In order to perform a scheduling for a thread that is in the status “available” (with a loading of the thread into the CPU core 11 taking place, cf. above), the status of all available contexts stored in the context status array memory 4 is queried by the thread list scheduler 2, and it is in particular determined whether a free context—that is not occupied by a corresponding thread—is available. In addition—as will be explained in more detail below—, a scheduling may be made dependent on further conditions taking e.g. into consideration the processor idle time, etc.

External signals indicating the above-mentioned (and possibly further) external events are supplied centrally to an event controller 5 and converted to corresponding internal control signals which control the thread list scheduler 2, the context scheduler 3, and the context status array memory 4 appropriately (e.g. as explained above), said internal control signals being transmitted by the event controller 5 to the context scheduler 3 or the context status array memory 4, respectively.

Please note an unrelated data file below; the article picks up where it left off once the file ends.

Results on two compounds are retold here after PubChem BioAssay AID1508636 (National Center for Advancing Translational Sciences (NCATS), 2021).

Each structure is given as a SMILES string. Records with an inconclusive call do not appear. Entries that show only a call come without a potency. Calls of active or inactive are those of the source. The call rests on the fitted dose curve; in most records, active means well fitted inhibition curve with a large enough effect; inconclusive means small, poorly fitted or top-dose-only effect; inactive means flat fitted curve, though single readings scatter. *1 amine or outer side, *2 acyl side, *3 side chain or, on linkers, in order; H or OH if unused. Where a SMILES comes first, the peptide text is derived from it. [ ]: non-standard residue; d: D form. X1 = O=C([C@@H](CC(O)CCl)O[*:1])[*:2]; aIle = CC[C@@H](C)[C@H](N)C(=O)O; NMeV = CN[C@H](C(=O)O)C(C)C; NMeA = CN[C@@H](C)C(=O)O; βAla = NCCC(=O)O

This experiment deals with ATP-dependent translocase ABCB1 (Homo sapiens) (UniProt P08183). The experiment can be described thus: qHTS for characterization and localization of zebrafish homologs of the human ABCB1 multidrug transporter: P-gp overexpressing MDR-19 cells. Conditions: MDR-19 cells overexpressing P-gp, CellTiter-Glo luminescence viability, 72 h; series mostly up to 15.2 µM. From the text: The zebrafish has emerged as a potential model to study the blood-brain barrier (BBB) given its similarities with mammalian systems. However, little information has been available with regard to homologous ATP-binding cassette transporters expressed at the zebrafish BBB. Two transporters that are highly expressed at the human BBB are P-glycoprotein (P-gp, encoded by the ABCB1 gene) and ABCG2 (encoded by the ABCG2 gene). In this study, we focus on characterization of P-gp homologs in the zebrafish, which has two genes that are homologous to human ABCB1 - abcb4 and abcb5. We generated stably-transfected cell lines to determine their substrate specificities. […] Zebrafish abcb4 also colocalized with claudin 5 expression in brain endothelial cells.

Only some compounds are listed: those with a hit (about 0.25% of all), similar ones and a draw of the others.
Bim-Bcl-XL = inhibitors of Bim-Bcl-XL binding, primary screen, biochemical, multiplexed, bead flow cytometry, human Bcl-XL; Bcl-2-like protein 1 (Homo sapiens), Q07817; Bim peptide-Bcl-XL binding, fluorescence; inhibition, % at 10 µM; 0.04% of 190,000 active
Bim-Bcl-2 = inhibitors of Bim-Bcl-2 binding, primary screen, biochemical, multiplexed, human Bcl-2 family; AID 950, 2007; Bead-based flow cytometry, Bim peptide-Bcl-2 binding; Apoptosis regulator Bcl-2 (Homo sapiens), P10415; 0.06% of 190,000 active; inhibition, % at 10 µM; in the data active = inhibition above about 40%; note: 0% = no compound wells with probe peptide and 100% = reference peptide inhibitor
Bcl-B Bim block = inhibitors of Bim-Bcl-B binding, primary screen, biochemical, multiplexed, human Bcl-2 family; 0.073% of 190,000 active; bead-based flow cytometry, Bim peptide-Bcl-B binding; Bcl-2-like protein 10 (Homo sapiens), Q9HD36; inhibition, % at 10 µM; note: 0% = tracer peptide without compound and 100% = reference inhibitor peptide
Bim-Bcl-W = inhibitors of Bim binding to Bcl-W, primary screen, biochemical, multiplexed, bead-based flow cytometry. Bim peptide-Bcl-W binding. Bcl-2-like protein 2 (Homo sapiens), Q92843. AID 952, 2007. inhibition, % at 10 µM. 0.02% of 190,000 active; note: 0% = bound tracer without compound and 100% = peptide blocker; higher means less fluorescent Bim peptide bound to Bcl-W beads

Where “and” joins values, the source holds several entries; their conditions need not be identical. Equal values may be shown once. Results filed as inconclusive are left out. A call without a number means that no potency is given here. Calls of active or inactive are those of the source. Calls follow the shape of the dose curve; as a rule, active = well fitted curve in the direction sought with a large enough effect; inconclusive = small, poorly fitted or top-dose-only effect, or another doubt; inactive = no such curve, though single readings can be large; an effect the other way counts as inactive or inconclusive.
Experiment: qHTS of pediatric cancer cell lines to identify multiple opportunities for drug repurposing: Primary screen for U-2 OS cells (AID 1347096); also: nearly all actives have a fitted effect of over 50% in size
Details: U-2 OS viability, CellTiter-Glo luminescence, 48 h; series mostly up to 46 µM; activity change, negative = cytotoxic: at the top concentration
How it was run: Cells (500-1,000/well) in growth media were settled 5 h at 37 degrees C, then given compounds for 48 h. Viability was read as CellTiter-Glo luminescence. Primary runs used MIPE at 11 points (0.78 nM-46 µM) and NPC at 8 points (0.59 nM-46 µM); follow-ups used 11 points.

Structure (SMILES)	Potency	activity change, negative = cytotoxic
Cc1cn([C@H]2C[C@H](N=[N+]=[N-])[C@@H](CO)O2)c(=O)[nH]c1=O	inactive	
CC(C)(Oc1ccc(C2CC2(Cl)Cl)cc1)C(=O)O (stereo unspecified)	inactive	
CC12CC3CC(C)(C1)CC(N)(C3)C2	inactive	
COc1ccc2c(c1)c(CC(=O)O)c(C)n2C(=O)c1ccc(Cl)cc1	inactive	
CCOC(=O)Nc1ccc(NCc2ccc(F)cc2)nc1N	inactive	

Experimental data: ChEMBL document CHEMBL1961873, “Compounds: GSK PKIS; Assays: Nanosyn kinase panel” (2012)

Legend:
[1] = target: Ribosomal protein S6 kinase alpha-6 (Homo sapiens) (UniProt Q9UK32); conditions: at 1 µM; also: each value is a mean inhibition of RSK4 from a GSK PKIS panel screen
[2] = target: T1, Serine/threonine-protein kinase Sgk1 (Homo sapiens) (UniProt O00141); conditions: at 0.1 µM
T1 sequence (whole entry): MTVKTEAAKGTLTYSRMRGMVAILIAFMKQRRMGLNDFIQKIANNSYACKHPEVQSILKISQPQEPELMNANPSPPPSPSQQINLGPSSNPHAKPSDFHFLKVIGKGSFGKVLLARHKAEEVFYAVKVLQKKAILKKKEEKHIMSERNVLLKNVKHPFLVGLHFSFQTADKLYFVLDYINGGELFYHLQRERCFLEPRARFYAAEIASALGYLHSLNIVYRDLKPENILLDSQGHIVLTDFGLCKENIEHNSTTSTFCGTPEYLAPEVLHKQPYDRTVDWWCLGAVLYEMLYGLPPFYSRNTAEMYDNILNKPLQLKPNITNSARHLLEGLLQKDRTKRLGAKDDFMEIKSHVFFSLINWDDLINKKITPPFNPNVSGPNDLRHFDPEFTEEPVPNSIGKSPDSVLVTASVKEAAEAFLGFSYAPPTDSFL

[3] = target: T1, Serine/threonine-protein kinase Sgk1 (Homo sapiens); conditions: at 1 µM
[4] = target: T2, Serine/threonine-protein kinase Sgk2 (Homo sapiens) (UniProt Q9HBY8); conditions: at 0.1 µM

As is illustrated in FIG. 3, a plurality of context status elements 4 a, 4 b, 4 c, 4 d (CSE) are stored in the context status array memory 4, said context status elements each comprising—related to one respective context—information concerning the current context status and attribute information (e.g. with respect to thread priority, pre-emption and suspend/recovery property etc.).

Signals available at a line 6 and generated by the CPU core 11, which are to effect an updating of the context status are transmitted by means of a multiplexer 8 that is controlled by the context scheduler 3 via a line 7 to the context status element 4 a, 4 b assigned to the currently running context (in particular by applying a control signal indicating the context ID (“running context number”) of the currently running context to the line 7 connected to a control input of the multiplexer 8).

FIG. 4 shows a schematic representation of one of the context status elements 4 a illustrated in FIG. 3.